Private equity deals still flow amid credit crisis

by Tomoko Yamazaki and Mariko Yasu

Bloomberg

Japan’s private equity market will see a “steady flow” of transactions even as rising funding costs cripple deals elsewhere, said the cofounder of the nation’s largest buyout fund.

“We’ve heard about the subprime effect in the United States and that leveraged buyouts have come to a halt,” Richard Folsom of Advantage Partners LLC said in a recent interview. “We’re seeing a steady flow of deals” in Japan.

Advantage Partners, with ¥340 billion in assets, completed the acquisition of Tokyo Star Bank this month and is looking for targets in health-care and manufacturing, Folsom said. The fund is sticking to its plan to invest in four companies a year, he said.

Japan’s private equity market is off to the best start this year since at least 2000, with $3.4 billion in deals announced since Jan. 1. Transactions have withstood the collapse in takeover financing that caused the value of deals globally to drop by two-thirds in last year’s second half from the previous six months.

In October, Cerberus Capital Management LP, the New York-based investment company, scrapped a $6.2 billion bid for Affiliated Computer Services Inc., the biggest processor of U.S. student-loan payments.

Cerberus this month offered to pay ¥43 billion to increase its stake in Japan’s Aozora Bank Ltd.

The Japanese buyout market is less vulnerable to rising funding costs because deals tend to be smaller than those in the U.S. and Europe, Folsom said.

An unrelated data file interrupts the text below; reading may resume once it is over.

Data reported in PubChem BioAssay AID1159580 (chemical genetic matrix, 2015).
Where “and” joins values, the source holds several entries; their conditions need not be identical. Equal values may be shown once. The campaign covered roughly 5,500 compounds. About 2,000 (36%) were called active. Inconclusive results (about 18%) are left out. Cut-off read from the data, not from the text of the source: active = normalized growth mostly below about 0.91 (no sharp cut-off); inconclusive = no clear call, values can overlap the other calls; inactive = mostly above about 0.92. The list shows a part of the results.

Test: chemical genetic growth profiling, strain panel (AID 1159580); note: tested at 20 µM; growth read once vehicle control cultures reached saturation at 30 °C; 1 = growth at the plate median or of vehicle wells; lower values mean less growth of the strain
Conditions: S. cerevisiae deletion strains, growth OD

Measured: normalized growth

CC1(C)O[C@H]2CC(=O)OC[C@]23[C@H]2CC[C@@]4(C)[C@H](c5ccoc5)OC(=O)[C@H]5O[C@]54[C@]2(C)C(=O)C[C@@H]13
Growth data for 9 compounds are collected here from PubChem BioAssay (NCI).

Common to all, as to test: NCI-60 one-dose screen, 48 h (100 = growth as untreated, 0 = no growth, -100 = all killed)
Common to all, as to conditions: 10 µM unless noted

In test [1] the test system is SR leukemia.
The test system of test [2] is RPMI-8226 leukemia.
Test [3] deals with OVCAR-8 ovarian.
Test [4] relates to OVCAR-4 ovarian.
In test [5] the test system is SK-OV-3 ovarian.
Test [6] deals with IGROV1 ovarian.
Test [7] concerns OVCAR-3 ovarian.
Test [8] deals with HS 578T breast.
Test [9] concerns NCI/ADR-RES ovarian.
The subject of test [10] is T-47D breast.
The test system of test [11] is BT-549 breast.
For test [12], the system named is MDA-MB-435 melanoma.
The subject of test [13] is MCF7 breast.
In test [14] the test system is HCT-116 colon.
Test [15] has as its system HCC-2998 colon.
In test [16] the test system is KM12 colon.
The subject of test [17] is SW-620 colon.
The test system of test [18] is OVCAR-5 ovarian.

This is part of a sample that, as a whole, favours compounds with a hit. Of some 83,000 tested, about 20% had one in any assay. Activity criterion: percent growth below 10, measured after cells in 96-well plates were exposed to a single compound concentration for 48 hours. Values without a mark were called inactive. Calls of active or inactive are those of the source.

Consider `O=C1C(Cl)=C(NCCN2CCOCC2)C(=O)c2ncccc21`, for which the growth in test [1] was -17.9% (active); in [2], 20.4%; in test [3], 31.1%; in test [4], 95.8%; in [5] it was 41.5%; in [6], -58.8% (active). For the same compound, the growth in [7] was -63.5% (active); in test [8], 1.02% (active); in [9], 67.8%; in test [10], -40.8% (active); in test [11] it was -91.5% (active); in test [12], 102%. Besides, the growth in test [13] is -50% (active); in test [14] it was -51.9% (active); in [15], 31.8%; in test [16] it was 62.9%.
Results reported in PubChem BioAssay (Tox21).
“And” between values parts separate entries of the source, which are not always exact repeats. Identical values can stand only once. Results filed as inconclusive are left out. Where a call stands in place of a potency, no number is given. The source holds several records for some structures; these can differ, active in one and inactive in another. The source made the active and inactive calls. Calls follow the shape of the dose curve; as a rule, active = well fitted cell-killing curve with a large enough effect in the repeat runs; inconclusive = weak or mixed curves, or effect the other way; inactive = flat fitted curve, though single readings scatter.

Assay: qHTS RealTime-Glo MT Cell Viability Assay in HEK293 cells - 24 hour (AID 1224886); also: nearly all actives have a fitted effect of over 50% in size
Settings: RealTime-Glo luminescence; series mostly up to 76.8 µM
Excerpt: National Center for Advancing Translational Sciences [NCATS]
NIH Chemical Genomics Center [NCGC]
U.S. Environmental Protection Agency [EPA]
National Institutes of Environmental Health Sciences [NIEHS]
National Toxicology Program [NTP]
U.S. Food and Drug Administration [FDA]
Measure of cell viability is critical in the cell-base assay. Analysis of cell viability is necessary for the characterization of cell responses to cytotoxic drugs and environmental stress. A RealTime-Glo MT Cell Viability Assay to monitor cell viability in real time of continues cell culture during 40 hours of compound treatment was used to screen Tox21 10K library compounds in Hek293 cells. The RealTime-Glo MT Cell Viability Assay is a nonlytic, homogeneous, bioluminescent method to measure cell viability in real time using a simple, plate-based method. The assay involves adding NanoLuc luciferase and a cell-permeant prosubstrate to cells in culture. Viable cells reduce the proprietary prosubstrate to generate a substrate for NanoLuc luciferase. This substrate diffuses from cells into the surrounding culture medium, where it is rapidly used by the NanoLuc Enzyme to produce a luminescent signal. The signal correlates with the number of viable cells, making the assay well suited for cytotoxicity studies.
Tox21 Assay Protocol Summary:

Private equity and buyout funds are also attracted to Japanese firms because they tend to hold more cash and less debt. As of March 11, 292 publicly traded Japanese companies had net cash exceeding their market value, according to a study by Nikko Asset Management Co. in Tokyo.

Advantage Partners was founded in Tokyo in 1992 by former Bain & Co. executives Folsom, 47, and Taisuke Sasanuma. The company raised ¥2.95 billion in 1997 for a Japan buyout fund and has since started three more.

It has invested in more than 20 Japanese companies, including retailer Daiei Inc. and restaurant chain operator Rex Holdings Co., according to its Web site.

Blackstone Group LP, manager of the world’s biggest buyout fund, set up an office in Tokyo last year and plans to invest in Japanese real estate. Other buyout firms in the Japanese market include Carlyle Group, which raised ¥215.6 billion for local buyouts in 2006, and Kohlberg Kravis Roberts & Co., which has conducted three of the world’s four biggest leveraged buyouts.

Advantage Partners completed the takeover of Tokyo Star for as much as ¥252 billion on March 6, gaining 35 branches and ¥1.5 trillion in deposits.